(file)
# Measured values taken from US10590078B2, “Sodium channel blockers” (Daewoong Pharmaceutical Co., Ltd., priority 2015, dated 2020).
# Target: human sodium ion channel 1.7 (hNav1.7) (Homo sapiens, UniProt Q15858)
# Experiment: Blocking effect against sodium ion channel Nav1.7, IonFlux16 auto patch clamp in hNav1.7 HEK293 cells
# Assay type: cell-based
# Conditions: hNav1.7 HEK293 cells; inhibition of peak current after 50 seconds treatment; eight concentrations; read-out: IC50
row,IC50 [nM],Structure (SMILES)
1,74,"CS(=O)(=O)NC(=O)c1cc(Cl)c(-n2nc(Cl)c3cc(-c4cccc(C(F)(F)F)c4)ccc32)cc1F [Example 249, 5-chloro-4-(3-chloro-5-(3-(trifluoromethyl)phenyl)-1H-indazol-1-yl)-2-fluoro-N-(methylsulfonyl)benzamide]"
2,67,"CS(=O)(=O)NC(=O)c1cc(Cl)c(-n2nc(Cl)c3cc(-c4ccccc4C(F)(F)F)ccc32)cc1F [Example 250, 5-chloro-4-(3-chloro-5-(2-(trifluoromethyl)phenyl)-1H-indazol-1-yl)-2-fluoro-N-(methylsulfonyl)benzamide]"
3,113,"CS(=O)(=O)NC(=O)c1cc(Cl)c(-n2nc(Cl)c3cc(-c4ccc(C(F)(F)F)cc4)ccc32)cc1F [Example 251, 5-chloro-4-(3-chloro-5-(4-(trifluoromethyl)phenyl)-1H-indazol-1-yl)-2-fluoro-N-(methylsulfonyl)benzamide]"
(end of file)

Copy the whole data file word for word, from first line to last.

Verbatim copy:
# Measured values taken from US10590078B2, “Sodium channel blockers” (Daewoong Pharmaceutical Co., Ltd., priority 2015, dated 2020).
# Target: human sodium ion channel 1.7 (hNav1.7) (Homo sapiens, UniProt Q15858)
# Experiment: Blocking effect against sodium ion channel Nav1.7, IonFlux16 auto patch clamp in hNav1.7 HEK293 cells
# Assay type: cell-based
# Conditions: hNav1.7 HEK293 cells; inhibition of peak current after 50 seconds treatment; eight concentrations; read-out: IC50
row,IC50 [nM],Structure (SMILES)
1,74,"CS(=O)(=O)NC(=O)c1cc(Cl)c(-n2nc(Cl)c3cc(-c4cccc(C(F)(F)F)c4)ccc32)cc1F [Example 249, 5-chloro-4-(3-chloro-5-(3-(trifluoromethyl)phenyl)-1H-indazol-1-yl)-2-fluoro-N-(methylsulfonyl)benzamide]"
2,67,"CS(=O)(=O)NC(=O)c1cc(Cl)c(-n2nc(Cl)c3cc(-c4ccccc4C(F)(F)F)ccc32)cc1F [Example 250, 5-chloro-4-(3-chloro-5-(2-(trifluoromethyl)phenyl)-1H-indazol-1-yl)-2-fluoro-N-(methylsulfonyl)benzamide]"
3,113,"CS(=O)(=O)NC(=O)c1cc(Cl)c(-n2nc(Cl)c3cc(-c4ccc(C(F)(F)F)cc4)ccc32)cc1F [Example 251, 5-chloro-4-(3-chloro-5-(4-(trifluoromethyl)phenyl)-1H-indazol-1-yl)-2-fluoro-N-(methylsulfonyl)benzamide]"